Seventeen-year-old Juan Carlos Dominguez-Palomino was driving home from a friend’s house on the night of March 24 when his car was hit by a speeding drunk driver who blew a red light. While Juan Carlos was killed immediately, the driver of the other vehicle sustained only minor injuries. That driver, Ever Olivos-Gutierrez, is now being charged with alcohol related vehicular homicide. It wasn’t the first time Olivos-Gutierrez had driven drunk. It wasn’t even the first time he had been caught, as the deadly crash may result in his fourth DUI conviction.
In Colorado every year, too many families suffer the loss of loved ones to accidents caused by drunk drivers. A 2009 Denver Post study reported nearly four in 10 drivers arrested for suspicion of driving under the influence had prior DUI convictions. Nationally, Colorado is in the minority of five states exposing persistent drunk drivers to only minimal, misdemeanor penalties, no matter how many times they’ve been caught and convicted.
This past week the Colorado House Appropriations Committee advanced HB14-1036. This bill, which already has passed unanimously in the House Judiciary Committee, would mandate that a third DUI in seven years, or a fourth DUI in a lifetime, as a felony, and carry a maximum six-year prison sentence. Along with many other district attorneys in the state, I support passage of this bill.
Much of my legal career was spent defending drunk drivers, prior to my current responsibilities as an elected prosecutor in the 5th Judicial District, spanning along the mountainous I-70 corridor. Practicing as a defense attorney in California, a state with a felony DUI law almost identical to that being proposed here, I warned all of my DUI clients that a fourth conviction would land them in prison. That was a law that bared its deterrent teeth. Conversely, current Colorado law has little bite when it comes to repeat DUI offenders, so much so that a defendant I was recently prosecuting, when asked at sentencing, couldn’t even remember the number of times he had been previously convicted of driving under the influence. To his chagrin, the judge did — it was six prior convictions. The judge herself was shackled, however, by the inability to impose a sentence lengthier than one year. This sentence had not deterred the defendant in years past, and is unlikely to protect us now.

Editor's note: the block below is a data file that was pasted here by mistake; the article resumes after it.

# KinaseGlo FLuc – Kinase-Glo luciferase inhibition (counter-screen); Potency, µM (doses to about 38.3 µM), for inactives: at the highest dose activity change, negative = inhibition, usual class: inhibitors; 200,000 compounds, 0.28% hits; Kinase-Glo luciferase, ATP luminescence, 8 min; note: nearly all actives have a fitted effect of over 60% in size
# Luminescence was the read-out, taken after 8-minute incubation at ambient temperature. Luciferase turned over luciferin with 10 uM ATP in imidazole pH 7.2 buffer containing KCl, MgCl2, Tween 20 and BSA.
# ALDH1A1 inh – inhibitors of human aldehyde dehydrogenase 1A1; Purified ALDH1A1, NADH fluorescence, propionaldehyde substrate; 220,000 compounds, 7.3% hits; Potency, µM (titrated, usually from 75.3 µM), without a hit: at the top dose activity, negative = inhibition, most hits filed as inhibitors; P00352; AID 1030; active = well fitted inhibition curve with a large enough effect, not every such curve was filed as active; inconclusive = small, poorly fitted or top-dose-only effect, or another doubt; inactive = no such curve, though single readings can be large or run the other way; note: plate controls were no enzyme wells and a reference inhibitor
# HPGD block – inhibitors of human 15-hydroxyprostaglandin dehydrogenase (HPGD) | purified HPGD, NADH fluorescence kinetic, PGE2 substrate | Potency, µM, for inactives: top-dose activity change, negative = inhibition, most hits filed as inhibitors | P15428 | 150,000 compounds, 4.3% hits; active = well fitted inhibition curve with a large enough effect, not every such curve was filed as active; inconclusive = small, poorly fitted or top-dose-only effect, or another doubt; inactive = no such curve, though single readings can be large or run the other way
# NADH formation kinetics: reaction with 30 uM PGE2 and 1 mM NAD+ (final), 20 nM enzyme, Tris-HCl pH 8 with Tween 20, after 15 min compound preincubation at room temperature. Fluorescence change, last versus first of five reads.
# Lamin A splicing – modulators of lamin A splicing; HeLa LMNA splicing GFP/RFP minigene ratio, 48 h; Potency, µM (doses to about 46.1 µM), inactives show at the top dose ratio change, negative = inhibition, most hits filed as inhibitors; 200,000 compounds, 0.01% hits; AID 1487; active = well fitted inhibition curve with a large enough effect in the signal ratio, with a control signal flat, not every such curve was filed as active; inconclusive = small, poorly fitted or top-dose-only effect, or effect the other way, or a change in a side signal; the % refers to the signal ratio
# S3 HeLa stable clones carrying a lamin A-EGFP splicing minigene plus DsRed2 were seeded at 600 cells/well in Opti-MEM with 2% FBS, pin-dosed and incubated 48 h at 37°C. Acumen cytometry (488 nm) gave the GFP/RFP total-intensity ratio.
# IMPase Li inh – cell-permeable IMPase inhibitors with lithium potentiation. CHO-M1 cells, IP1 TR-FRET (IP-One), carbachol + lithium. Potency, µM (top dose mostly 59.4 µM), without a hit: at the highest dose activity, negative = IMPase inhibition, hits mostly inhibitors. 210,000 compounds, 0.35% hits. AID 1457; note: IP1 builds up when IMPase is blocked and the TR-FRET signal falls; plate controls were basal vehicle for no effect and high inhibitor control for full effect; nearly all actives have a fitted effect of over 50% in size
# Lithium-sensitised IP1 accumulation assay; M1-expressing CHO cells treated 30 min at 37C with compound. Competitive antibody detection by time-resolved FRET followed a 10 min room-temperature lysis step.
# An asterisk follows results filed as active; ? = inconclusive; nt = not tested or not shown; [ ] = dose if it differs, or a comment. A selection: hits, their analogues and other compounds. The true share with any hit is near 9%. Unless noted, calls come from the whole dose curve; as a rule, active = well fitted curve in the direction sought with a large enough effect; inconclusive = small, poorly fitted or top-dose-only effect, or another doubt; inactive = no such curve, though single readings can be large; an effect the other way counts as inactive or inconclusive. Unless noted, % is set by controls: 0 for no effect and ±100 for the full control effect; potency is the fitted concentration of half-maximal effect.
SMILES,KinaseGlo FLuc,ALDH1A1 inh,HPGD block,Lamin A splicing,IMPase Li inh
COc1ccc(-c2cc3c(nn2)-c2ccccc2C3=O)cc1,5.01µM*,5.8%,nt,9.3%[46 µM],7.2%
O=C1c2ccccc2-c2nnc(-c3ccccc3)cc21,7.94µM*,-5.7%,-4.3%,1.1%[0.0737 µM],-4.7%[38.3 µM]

The ability to charge a person with multiple DUIs with a felony, potentially putting them in state prison for a much longer period of time, will greatly reduce the chances of repeat DUI offenders injuring or killing. It will force some of them to think twice before drinking and driving, and will put those who refuse to use common sense where they cannot harm.
Colorado laws are, and will continue to be under the new law, forgiving and rehabilitation focused for convicted drunk drivers with up to three convictions. In my four county district alone, we have two ongoing courts directed to the treatment of alcoholics who run afoul of the law. It is a strategy that will continue with a felony DUI law, but not without the added option of prison to those whom treatment does not reach.
While in any case a death or injury caused by a drunk driver is a shameful tragedy that could easily have been prevented, the disturbing trend that we are seeing is accidents, caused not by drunk drivers who may have made a singular mistake, but who rather have multiple prior DUI convictions.
Currently, prosecutors are like carpenters without a hammer when facing repeat DUI offenders. To deal with these persistent DUI offenders, we need another tool.
Bruce Brown is the district attorney for the 5th Judicial District, incorporating Clear Creek, Eagle, Lake and Summit counties. He can be reached at BBrown@DA5.us, or visit the DA’s website at www.DA5.us